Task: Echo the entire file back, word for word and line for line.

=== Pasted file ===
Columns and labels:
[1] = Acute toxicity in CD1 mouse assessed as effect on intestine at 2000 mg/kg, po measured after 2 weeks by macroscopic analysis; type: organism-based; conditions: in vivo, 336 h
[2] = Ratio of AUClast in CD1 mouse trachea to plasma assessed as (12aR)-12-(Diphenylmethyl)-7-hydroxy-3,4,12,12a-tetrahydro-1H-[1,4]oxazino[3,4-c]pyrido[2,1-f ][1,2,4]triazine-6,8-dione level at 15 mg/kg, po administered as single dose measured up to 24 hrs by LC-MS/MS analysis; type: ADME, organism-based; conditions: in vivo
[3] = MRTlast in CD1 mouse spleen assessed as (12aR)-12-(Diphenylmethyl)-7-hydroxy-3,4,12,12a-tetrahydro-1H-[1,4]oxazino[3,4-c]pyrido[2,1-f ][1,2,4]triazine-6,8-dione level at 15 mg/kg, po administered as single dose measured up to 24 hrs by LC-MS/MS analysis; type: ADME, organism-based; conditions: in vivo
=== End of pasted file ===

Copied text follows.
Columns and labels:
[1] = Acute toxicity in CD1 mouse assessed as effect on intestine at 2000 mg/kg, po measured after 2 weeks by macroscopic analysis; type: organism-based; conditions: in vivo, 336 h
[2] = Ratio of AUClast in CD1 mouse trachea to plasma assessed as (12aR)-12-(Diphenylmethyl)-7-hydroxy-3,4,12,12a-tetrahydro-1H-[1,4]oxazino[3,4-c]pyrido[2,1-f ][1,2,4]triazine-6,8-dione level at 15 mg/kg, po administered as single dose measured up to 24 hrs by LC-MS/MS analysis; type: ADME, organism-based; conditions: in vivo
[3] = MRTlast in CD1 mouse spleen assessed as (12aR)-12-(Diphenylmethyl)-7-hydroxy-3,4,12,12a-tetrahydro-1H-[1,4]oxazino[3,4-c]pyrido[2,1-f ][1,2,4]triazine-6,8-dione level at 15 mg/kg, po administered as single dose measured up to 24 hrs by LC-MS/MS analysis; type: ADME, organism-based; conditions: in vivo